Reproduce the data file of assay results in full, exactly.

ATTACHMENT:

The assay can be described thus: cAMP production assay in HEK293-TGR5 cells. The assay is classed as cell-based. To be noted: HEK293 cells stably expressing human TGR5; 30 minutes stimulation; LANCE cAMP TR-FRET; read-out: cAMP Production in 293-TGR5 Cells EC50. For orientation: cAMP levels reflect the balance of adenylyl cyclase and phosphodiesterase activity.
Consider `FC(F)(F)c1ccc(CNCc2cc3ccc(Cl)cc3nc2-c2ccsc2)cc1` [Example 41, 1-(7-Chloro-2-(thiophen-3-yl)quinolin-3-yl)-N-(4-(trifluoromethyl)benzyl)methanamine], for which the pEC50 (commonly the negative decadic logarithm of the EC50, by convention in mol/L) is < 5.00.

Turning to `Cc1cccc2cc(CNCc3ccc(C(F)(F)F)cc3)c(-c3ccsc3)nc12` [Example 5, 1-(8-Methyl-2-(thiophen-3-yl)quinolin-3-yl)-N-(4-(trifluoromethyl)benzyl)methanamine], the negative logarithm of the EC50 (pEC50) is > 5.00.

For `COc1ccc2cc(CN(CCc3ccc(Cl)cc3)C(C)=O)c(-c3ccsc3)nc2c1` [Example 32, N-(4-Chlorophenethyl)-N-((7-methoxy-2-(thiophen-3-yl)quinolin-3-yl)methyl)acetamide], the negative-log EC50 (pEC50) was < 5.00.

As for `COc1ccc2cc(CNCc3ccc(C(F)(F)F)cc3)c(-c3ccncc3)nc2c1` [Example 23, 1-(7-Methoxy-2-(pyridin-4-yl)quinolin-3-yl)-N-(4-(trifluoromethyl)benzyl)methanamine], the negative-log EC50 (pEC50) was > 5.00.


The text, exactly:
The assay can be described thus: cAMP production assay in HEK293-TGR5 cells. The assay is classed as cell-based. To be noted: HEK293 cells stably expressing human TGR5; 30 minutes stimulation; LANCE cAMP TR-FRET; read-out: cAMP Production in 293-TGR5 Cells EC50. For orientation: cAMP levels reflect the balance of adenylyl cyclase and phosphodiesterase activity.
Consider `FC(F)(F)c1ccc(CNCc2cc3ccc(Cl)cc3nc2-c2ccsc2)cc1` [Example 41, 1-(7-Chloro-2-(thiophen-3-yl)quinolin-3-yl)-N-(4-(trifluoromethyl)benzyl)methanamine], for which the pEC50 (commonly the negative decadic logarithm of the EC50, by convention in mol/L) is < 5.00.

Turning to `Cc1cccc2cc(CNCc3ccc(C(F)(F)F)cc3)c(-c3ccsc3)nc12` [Example 5, 1-(8-Methyl-2-(thiophen-3-yl)quinolin-3-yl)-N-(4-(trifluoromethyl)benzyl)methanamine], the negative logarithm of the EC50 (pEC50) is > 5.00.

For `COc1ccc2cc(CN(CCc3ccc(Cl)cc3)C(C)=O)c(-c3ccsc3)nc2c1` [Example 32, N-(4-Chlorophenethyl)-N-((7-methoxy-2-(thiophen-3-yl)quinolin-3-yl)methyl)acetamide], the negative-log EC50 (pEC50) was < 5.00.

As for `COc1ccc2cc(CNCc3ccc(C(F)(F)F)cc3)c(-c3ccncc3)nc2c1` [Example 23, 1-(7-Methoxy-2-(pyridin-4-yl)quinolin-3-yl)-N-(4-(trifluoromethyl)benzyl)methanamine], the negative-log EC50 (pEC50) was > 5.00.